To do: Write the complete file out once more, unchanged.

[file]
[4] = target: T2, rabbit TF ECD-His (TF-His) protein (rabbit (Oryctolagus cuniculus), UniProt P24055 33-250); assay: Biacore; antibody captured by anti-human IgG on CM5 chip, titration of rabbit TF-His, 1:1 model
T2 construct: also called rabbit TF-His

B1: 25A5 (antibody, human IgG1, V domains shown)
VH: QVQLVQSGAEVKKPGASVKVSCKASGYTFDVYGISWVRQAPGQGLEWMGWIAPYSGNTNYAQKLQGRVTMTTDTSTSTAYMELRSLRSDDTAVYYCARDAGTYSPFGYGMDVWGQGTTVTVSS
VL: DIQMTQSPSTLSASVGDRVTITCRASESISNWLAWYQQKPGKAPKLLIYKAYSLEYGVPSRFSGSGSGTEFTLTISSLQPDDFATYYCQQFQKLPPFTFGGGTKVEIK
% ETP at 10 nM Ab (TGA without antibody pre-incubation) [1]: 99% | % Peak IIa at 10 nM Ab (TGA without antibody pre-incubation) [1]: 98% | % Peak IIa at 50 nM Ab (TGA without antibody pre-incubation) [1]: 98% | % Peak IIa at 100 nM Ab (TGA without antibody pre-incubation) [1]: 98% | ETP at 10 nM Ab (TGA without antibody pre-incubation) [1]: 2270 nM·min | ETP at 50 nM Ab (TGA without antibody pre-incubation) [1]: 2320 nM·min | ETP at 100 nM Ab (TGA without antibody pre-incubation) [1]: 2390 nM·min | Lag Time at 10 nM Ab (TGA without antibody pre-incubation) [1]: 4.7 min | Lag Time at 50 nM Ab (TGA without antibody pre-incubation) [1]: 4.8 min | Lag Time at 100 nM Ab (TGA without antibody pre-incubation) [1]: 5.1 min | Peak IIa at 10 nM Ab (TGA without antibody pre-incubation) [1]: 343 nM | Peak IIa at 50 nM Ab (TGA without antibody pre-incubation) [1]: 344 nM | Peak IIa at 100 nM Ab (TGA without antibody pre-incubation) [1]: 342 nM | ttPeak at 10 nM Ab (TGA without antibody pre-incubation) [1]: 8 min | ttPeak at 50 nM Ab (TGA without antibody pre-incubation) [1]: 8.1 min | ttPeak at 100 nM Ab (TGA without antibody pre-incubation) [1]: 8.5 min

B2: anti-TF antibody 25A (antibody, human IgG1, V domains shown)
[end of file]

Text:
[4] = target: T2, rabbit TF ECD-His (TF-His) protein (rabbit (Oryctolagus cuniculus), UniProt P24055 33-250); assay: Biacore; antibody captured by anti-human IgG on CM5 chip, titration of rabbit TF-His, 1:1 model
T2 construct: also called rabbit TF-His

B1: 25A5 (antibody, human IgG1, V domains shown)
VH: QVQLVQSGAEVKKPGASVKVSCKASGYTFDVYGISWVRQAPGQGLEWMGWIAPYSGNTNYAQKLQGRVTMTTDTSTSTAYMELRSLRSDDTAVYYCARDAGTYSPFGYGMDVWGQGTTVTVSS
VL: DIQMTQSPSTLSASVGDRVTITCRASESISNWLAWYQQKPGKAPKLLIYKAYSLEYGVPSRFSGSGSGTEFTLTISSLQPDDFATYYCQQFQKLPPFTFGGGTKVEIK
% ETP at 10 nM Ab (TGA without antibody pre-incubation) [1]: 99% | % Peak IIa at 10 nM Ab (TGA without antibody pre-incubation) [1]: 98% | % Peak IIa at 50 nM Ab (TGA without antibody pre-incubation) [1]: 98% | % Peak IIa at 100 nM Ab (TGA without antibody pre-incubation) [1]: 98% | ETP at 10 nM Ab (TGA without antibody pre-incubation) [1]: 2270 nM·min | ETP at 50 nM Ab (TGA without antibody pre-incubation) [1]: 2320 nM·min | ETP at 100 nM Ab (TGA without antibody pre-incubation) [1]: 2390 nM·min | Lag Time at 10 nM Ab (TGA without antibody pre-incubation) [1]: 4.7 min | Lag Time at 50 nM Ab (TGA without antibody pre-incubation) [1]: 4.8 min | Lag Time at 100 nM Ab (TGA without antibody pre-incubation) [1]: 5.1 min | Peak IIa at 10 nM Ab (TGA without antibody pre-incubation) [1]: 343 nM | Peak IIa at 50 nM Ab (TGA without antibody pre-incubation) [1]: 344 nM | Peak IIa at 100 nM Ab (TGA without antibody pre-incubation) [1]: 342 nM | ttPeak at 10 nM Ab (TGA without antibody pre-incubation) [1]: 8 min | ttPeak at 50 nM Ab (TGA without antibody pre-incubation) [1]: 8.1 min | ttPeak at 100 nM Ab (TGA without antibody pre-incubation) [1]: 8.5 min

B2: anti-TF antibody 25A (antibody, human IgG1, V domains shown)